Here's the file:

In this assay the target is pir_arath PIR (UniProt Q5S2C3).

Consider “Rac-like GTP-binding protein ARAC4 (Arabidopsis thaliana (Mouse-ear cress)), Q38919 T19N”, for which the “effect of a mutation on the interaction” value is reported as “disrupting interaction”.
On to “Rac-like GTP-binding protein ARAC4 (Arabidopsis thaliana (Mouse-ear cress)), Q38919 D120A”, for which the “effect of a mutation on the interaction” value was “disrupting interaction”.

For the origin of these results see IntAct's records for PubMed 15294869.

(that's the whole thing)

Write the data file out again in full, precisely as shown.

In this assay the target is pir_arath PIR (UniProt Q5S2C3).

Consider “Rac-like GTP-binding protein ARAC4 (Arabidopsis thaliana (Mouse-ear cress)), Q38919 T19N”, for which the “effect of a mutation on the interaction” value is reported as “disrupting interaction”.
On to “Rac-like GTP-binding protein ARAC4 (Arabidopsis thaliana (Mouse-ear cress)), Q38919 D120A”, for which the “effect of a mutation on the interaction” value was “disrupting interaction”.

For the origin of these results see IntAct's records for PubMed 15294869.